Project management contracts, also known as procurement contracts, are signed when a business outsources the delivery of goods or services. They are common in the construction industry and are divided into three categories: fixed-price, cost-reimbursable, and time and materials contracts.

Basics of Procurement Contracts

Businesses need reliable suppliers to ensure that the needed goods or services are obtained consistently at the right time. To meet these needs, the organization might need to sign a procurement contract with a supplier. The contract explains the relationship between the buyer and seller and minimizes the chances of misunderstandings. 

Not all organizations need to outsource, however, and it is important for companies to carefully weigh the pros and cons of outsourcing. Your business will need a procurement contract in the following situations:

  • You lack the expertise to do that particular job.
  • You don't have the capacity to handle the procurement needs.
  • You can save money by hiring.

Procurement contracts can be divided into three categories:

  • Fixed-price or lump sum contracts
  • Cost-reimbursable contracts
  • Time and materials contracts

Fixed-Price Contracts

A fixed-price contract obligates the seller to provide goods or services at a fixed price. The contract mentions the quality, timing, and price of the goods or services. It also lists milestones and penalties for missing deadlines. 

This kind of contract is ideal when the scope of the work is known. Since the seller accepts a big risk by setting a price for future transactions, he must price his goods or services with this in mind. The seller has to control costs to be able to make a profit and will incur additional costs if the project is delayed. 

Fixed-price contracts can take a few different forms:

  • Fixed-price incentive fee: Apart from the fixed fee, an extra fee is paid depending on performance.
  • Fixed-price award fee: In addition to the fixed fee, a bonus is paid in case the seller exceeds expectations. 
  • Fixed-price contract: The fee is fixed regardless of performance. These contracts are normally offered by governments.
  • Fixed-price economic price adjustment: The prices are re-adjusted depending on prevailing market conditions.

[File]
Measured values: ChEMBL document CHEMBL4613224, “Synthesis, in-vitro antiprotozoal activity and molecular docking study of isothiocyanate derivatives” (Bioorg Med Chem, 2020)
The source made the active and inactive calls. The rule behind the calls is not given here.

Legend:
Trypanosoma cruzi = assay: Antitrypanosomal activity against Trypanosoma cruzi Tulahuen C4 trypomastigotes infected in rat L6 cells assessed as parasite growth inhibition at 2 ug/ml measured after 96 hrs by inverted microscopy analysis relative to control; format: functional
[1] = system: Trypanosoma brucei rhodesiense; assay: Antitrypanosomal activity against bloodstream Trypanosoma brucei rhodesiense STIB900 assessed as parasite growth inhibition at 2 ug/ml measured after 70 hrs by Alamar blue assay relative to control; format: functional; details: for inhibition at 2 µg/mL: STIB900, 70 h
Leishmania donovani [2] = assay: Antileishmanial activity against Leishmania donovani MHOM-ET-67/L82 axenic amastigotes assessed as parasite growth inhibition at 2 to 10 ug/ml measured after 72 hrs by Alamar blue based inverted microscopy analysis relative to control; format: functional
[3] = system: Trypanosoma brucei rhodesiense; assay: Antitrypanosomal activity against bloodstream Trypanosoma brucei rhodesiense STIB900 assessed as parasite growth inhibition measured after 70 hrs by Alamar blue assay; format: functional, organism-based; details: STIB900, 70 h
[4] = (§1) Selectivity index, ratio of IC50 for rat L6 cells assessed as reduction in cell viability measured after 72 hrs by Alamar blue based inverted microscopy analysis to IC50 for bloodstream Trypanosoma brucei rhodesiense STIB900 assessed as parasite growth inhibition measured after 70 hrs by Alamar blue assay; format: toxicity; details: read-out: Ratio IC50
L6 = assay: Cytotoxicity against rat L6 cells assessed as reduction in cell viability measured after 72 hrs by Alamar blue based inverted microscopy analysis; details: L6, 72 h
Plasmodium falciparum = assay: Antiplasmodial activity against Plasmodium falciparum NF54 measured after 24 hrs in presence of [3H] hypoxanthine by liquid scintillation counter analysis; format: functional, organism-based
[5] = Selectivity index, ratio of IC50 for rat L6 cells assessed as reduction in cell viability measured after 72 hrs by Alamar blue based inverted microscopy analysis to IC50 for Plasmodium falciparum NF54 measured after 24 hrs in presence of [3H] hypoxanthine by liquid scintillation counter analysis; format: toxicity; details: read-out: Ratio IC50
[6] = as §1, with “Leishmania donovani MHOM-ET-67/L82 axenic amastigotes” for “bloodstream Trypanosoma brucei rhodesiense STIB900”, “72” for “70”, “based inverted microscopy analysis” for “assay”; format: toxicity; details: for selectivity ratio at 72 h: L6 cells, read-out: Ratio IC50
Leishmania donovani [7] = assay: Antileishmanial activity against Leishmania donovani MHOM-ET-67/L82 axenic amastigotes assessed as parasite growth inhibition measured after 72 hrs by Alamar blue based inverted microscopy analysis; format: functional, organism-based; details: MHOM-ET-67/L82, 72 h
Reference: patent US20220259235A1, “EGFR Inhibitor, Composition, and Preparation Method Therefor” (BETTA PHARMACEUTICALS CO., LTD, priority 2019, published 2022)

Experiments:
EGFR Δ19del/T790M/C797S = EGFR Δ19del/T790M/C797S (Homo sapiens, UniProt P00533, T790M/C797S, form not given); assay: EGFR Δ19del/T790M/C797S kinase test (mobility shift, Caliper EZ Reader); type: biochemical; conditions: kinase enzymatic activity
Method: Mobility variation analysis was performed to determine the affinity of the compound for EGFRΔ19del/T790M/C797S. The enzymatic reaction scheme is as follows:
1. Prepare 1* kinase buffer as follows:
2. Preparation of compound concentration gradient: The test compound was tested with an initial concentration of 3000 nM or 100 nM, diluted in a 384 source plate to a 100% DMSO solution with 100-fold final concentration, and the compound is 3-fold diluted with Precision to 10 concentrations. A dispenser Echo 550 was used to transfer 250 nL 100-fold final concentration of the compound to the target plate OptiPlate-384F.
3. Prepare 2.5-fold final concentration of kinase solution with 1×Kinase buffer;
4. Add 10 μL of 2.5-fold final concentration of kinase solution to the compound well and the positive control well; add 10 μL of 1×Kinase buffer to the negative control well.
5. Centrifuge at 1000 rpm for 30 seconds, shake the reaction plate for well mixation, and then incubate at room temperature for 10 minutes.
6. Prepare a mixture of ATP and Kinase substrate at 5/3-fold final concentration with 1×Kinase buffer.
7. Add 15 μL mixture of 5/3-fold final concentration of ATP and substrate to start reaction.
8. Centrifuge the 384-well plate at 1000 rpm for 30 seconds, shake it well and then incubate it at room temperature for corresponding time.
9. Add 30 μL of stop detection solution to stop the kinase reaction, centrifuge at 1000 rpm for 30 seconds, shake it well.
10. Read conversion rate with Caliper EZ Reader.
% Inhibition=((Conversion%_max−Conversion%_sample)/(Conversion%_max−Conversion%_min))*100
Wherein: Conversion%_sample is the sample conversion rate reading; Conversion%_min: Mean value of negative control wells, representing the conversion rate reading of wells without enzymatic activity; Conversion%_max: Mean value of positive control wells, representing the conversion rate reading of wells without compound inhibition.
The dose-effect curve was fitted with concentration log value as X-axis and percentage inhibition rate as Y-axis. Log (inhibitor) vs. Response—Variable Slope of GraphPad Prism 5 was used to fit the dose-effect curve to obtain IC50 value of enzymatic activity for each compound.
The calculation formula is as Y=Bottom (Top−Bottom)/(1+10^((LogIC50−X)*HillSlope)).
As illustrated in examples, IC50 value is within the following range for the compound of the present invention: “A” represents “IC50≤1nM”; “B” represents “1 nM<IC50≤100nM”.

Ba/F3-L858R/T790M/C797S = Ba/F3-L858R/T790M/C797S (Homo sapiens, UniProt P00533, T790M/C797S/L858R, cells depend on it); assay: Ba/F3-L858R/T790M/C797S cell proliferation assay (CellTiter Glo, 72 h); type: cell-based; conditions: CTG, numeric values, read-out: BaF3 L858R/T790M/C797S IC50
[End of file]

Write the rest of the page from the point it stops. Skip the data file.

The disadvantage of fixed-price contracts is that in desperation to get business, a vendor may promise to offer goods at low prices. However, because of unforeseen changes in the economy, the seller might end up incurring losses and being forced to compromise the quality of the goods supplied. On the other hand, many buyers prefer fixed-price contracts because they help the buyer to accurately estimate project costs and plan ahead of time.

Cost-Reimbursement Contracts

Cost-reimbursement contracts are the agreements of choice when the scope of the project is not known. The contract stipulates that the buyer will cover all the supplier's expenses related to the contract. In addition, the buyer gets a profit that is calculated depending on a pre-agreed metric. Unlike in fixed-price contracts, it is the buyer who bears all the risks in this contract type.

Because these contracts give sellers the freedom to claim for unlimited expenses, deals done using this contract type are fraught with disputes and legal battles. This contract type is rarely used.

There are a few different types of cost-reimbursement contracts:

  • Cost plus fixed fee contract: After paying the seller a fixed fee before the project starts, the seller is paid for costs incurred during the project.
  • Cost plus incentive fee contract: In addition to covering the expenses, the buyer will pay a fee based on performance. The seller is thus motivated to do quality work.
  • Cost plus award fee contract: The seller is given a bonus on top of the actual costs.

Time and Material Contracts

Time and materials contracts are also known as unit price contracts or hourly rate contracts and are used by freelancers. These are a combination of the fixed-price and cost-reimbursable contracts. The seller is paid a unit fee for each labor hour or material unit spent on the work. The contract doesn't have a start or completion date. It is suitable for projects where the buyer does not know when the project will start and where expenses can be tracked reliably.

Progress Payments and Change Management

To avoid running into cashflow problems, most suppliers want payments made in real-time when they provide the services as opposed to being paid after the completion of the project. A payment schedule is normally included in the contract, and it should specify how changes to the project will affect payments. 

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